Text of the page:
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Facebook bans data firm Cambridge Analytica

March 17, 2018

The social media giant has accused the data analysis company of illegally obtaining user data. At the same time, a whistleblower has said that Cambridge Analytica illegally harvested data from 50 million users.

A man silhouetted against a video screen showing a large Facebook logo
Image: Reuters/D. Ruvic

Facebook announced on Saturday that it had suspended the data research firm Cambridge Analytica for holding onto dubiously obtained user data after assuring the social media firm that the information had been deleted.

Cambridge Analytica has become well-known in political circles for its work on the election campaign of US President Donald Trump and for the pro-Brexit group Leave.eu. Facebook said it was also suspending the firm's parent company, Strategic Communications Laboratories (SCL).

The incident revolves around an app put on the site in 2015 by Aleksandr Kogan, a professor at the University of Cambridge, that purported to be a personality test and psychological research tool. About 270,000 users downloaded it and shared their information with it, according to Facebook.

Co-founder: We exploited 'inner demons'

But even more damning to Facebook were revelations published by The New York Times and Britain's The Observer that Cambridge Analytica had "harvested data from 50 million accounts."

"We exploited Facebook to harvest millions of people's profiles. And built models to exploit what we knew about them and target their inner demons. That was the basis that the entire company was built on," said the firm's co-founder, Christopher Wylie, in an interview with The Observer. He is no longer with the firm.

Despite stringent denials about the importance of their business relationship from both Cambridge Analytica and the Trump campaign, Wylie described the firm's mining of personal data as "pivotal" to Trump's victory to the UK's Channel 4 News.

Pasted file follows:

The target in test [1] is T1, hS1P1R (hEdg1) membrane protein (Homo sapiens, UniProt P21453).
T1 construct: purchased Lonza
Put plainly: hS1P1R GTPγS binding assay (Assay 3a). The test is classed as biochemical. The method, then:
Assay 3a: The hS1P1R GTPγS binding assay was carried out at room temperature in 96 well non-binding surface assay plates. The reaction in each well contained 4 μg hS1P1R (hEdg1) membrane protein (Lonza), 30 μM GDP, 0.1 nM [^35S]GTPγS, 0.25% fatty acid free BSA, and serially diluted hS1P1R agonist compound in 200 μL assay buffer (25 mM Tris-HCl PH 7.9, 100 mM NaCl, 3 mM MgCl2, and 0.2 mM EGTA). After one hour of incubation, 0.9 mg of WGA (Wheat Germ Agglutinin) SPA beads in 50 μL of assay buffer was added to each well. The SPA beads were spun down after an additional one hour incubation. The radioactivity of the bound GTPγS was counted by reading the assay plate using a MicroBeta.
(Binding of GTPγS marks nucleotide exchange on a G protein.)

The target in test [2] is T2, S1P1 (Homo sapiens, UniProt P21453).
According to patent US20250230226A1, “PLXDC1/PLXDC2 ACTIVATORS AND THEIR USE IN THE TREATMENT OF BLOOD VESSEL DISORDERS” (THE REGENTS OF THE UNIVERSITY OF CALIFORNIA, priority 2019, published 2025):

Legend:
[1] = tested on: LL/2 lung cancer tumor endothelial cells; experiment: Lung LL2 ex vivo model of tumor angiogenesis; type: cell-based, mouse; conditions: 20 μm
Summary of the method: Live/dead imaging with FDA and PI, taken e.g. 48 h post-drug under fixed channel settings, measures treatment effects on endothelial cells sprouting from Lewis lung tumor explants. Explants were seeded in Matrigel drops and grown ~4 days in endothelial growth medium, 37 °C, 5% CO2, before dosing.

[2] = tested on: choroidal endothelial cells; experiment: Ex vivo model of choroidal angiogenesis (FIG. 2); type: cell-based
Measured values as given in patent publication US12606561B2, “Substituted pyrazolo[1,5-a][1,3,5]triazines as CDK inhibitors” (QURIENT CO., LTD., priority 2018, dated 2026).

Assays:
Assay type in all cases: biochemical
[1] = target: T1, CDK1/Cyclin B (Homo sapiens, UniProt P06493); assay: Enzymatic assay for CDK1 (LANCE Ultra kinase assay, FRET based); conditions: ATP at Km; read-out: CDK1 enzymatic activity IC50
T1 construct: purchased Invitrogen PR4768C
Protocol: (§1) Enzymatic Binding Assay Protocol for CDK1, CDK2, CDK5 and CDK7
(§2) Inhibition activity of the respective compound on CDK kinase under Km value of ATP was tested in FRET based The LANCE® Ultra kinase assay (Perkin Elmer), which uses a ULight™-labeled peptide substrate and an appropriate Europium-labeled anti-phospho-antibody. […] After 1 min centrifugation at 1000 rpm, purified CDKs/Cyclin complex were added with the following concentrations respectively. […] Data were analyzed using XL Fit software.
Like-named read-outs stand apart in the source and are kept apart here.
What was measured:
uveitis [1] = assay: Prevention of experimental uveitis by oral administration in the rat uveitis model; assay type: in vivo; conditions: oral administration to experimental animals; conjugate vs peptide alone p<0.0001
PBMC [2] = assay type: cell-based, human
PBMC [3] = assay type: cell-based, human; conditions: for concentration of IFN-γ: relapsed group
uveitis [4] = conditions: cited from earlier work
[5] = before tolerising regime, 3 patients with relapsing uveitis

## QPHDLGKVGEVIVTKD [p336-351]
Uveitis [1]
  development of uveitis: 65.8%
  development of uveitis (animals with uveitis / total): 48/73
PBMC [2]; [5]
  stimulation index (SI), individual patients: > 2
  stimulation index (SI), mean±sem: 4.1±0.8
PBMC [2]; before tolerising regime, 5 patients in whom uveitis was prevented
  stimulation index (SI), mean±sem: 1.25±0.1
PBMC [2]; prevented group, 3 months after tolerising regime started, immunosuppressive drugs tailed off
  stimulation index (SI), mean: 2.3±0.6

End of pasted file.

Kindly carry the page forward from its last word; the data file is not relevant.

'Kogan lied to us'

"In 2015, we learned that ... Kogan lied to us and violated our Platform Policies by passing data from an app that was using Facebook Login to SCL/Cambridge Analytica, a firm that does political, government and military work around the globe," said Facebook Vice President Paul Grewal.

"Several days ago, we received reports that, contrary to the certifications we were given, not all data was deleted," he added.

Kogan has also been suspended from the social media platform, as has Wylie. Facebook has not yet commented on Wylie's allegations.

"We are moving aggressively to determine the accuracy of these claims. If true, this is another unacceptable violation of trust and the commitments they made. We are suspending SCL/Cambridge Analytica, Wylie and Kogan from Facebook, pending further information," according to Grewal, who promised to hold all parties "accountable for any unlawful behavior."

Cambridge Analytica has denied any wrongdoing, saying that although it had hired Kogan to carry out research, it deleted his information when they learned it had been obtained under suspicious circumstances. The company added that it had not used Kogan's research for the 2016 US presidential campaign.

The firm is funded by the deeply conservative and secretive Robert Mercer, and the company has repeatedly surfaced during special counsel Robert Mueller's Russia probe.

es/rc (AP, AFP)